This book is highly interactive, as it has 3D pop up elements, which the reader creates and then adds to the book. It features the ancient civilizations Mesopotamia, the Indus Valley, Egypt, Greece, China, Rome, the Maya, and the Vikings.

Fox Lane Books, Online only at the moment

Yorkshire-based Fox Lane Books usually offers pop-up bookshops for author events, festivals, conferences, and all the places you might need a books to magically appear. Having lost all of this summer’s events Fox Lane have been absolutely brilliant at showing off books online. They have a seemingly neverending supply of signed bookplates and tote bags to make book purchases even more special.

Kirstie from Fox Lane Books chose two titles which approach history in very different ways. Her decision to include a book of biographies and a piece of historical fiction is yet another example of how books can offer different windows into the past for young readers.

Young, Gifted and Black, written by Jamia Wilson,  illustrated by Andrea Pippins, and published by Wide Eyed Editions.

Meet 52 icons of colour from the past and present in this celebration of inspirational achievement. From Rosa Parks to Barack Obama to Nicola Adams this books gives an insight into some extraordinary lives. This collection of stories will encourage, inspire and empower the next generation of changemakers.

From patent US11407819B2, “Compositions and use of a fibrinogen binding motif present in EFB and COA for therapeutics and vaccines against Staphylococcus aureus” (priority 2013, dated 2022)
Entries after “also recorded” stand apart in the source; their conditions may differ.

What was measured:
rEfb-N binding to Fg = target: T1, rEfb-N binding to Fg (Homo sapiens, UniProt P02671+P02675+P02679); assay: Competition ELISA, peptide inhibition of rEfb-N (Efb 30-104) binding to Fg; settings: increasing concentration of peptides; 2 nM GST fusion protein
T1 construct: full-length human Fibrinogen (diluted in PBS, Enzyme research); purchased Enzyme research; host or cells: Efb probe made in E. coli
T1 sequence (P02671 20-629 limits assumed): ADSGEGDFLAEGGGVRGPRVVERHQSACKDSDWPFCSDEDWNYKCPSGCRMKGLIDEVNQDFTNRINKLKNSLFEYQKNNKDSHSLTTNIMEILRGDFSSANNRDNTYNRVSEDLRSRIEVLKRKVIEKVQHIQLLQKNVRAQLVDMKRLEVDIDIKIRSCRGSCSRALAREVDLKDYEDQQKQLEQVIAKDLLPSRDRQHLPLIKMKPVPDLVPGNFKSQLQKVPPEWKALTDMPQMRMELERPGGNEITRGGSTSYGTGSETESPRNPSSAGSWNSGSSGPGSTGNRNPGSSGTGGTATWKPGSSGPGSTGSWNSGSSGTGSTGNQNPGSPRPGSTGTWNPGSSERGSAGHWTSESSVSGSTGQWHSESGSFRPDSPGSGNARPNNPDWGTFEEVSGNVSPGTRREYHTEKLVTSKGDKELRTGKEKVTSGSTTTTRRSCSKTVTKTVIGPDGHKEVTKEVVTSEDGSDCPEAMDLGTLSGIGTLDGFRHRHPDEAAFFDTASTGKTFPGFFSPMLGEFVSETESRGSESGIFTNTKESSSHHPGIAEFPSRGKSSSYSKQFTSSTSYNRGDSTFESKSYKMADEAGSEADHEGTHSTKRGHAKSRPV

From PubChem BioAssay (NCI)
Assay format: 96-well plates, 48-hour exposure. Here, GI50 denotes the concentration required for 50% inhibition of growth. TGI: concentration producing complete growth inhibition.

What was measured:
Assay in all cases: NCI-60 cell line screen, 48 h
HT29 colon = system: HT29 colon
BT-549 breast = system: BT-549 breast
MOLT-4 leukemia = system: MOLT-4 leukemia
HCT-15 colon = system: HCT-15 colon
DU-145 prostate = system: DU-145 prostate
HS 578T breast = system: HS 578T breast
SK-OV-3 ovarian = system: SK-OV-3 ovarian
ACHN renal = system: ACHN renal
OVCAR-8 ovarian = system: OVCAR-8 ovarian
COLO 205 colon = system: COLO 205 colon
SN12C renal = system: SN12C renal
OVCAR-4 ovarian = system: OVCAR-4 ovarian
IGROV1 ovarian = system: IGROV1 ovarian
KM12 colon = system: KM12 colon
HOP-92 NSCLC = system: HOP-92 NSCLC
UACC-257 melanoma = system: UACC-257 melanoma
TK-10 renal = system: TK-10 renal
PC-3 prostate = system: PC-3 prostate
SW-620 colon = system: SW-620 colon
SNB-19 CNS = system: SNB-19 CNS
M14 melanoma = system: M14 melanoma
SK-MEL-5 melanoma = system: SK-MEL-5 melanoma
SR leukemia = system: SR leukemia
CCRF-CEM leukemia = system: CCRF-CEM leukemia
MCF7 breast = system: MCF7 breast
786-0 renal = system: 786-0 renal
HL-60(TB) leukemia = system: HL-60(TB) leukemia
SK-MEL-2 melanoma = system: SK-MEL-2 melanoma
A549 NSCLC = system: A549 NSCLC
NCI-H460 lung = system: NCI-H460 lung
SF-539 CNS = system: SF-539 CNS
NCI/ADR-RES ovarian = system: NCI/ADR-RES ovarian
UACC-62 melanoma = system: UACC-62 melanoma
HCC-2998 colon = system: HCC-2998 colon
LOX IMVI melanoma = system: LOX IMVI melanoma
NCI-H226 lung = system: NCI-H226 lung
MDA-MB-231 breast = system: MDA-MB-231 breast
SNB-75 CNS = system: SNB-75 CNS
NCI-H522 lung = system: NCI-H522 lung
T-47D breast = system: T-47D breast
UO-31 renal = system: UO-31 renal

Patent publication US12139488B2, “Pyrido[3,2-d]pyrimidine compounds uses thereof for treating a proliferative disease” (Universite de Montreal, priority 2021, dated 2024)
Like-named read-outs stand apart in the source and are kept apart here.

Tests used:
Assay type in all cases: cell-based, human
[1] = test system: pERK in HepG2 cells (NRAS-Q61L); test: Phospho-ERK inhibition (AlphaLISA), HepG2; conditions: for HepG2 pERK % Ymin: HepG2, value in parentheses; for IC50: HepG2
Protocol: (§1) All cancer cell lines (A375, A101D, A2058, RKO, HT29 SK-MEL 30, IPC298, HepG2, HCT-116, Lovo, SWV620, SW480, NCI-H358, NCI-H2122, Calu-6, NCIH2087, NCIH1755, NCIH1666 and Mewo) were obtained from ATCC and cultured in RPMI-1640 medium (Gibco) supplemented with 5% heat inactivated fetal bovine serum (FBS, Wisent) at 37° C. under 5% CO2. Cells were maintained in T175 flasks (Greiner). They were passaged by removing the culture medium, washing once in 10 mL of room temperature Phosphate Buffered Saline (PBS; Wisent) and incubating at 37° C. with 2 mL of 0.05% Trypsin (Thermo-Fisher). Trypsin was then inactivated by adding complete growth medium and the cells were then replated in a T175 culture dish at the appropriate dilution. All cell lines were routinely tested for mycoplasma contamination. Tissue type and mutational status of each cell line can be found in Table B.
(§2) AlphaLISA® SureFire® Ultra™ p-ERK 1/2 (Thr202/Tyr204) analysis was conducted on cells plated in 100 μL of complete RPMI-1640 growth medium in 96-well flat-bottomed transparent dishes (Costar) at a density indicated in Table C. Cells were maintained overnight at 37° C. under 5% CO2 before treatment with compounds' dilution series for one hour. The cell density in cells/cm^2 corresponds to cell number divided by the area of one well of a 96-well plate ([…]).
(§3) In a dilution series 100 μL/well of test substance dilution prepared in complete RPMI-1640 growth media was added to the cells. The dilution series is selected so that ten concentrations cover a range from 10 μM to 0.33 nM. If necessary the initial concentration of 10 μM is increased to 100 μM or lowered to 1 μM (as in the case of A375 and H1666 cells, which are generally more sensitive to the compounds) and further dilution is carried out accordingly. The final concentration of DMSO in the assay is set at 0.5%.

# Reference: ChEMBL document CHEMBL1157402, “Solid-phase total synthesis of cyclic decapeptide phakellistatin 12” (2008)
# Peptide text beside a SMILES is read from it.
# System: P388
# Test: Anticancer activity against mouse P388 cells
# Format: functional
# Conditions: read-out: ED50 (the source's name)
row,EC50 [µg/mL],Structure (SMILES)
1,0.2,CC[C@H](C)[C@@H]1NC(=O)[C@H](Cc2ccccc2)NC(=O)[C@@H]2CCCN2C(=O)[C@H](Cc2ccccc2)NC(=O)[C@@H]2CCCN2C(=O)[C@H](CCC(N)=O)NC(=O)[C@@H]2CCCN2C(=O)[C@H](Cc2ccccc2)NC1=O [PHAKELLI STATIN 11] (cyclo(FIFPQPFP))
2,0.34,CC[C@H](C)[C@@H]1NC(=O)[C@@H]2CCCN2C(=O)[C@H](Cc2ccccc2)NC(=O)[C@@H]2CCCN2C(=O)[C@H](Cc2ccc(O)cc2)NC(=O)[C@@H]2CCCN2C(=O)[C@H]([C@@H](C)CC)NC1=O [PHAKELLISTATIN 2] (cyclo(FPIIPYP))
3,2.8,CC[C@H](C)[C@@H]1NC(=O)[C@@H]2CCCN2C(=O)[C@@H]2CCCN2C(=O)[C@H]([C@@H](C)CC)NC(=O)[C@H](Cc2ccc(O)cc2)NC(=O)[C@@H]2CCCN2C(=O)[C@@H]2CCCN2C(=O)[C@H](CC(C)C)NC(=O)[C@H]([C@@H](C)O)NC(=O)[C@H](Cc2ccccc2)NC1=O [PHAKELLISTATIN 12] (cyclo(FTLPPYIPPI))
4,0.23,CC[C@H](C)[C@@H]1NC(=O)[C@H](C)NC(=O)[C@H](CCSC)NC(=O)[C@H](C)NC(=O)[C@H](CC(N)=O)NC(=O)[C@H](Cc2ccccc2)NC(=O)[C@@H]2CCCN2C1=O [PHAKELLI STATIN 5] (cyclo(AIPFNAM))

The Red Ribbon, written by Lucy Adlington and published by Hot Key Books.

This powerful piece of historical fiction was nominated for the 2019 CILIP Carnegie Medal. It tells the tale of fourteen-year-old Ella who works as a seamstresses at Nazi concentration camp Birkenau-Auschwitz. Written by costume historian Lucy Adlington, this brilliantly researched and beautifully written book is about hope, friendship and survival.  

Mr B’s Emporium, Bath

This multiple award-winning bookshop describes itself as ‘a bright labyrinthine space’ and who couldn’t fall in love with the image of a labyrinth of books?! They offer a wonderfully bespoke service of book subscriptions and even a reading spa. They will be opening their doors to the public again from Monday 22nd June but you can explore their curated book lists online and even choose mystery books for a special surprise.

Lucinda from Mr B’s Emporium responded to my query for history books with a dedicated recomendation page especially for me.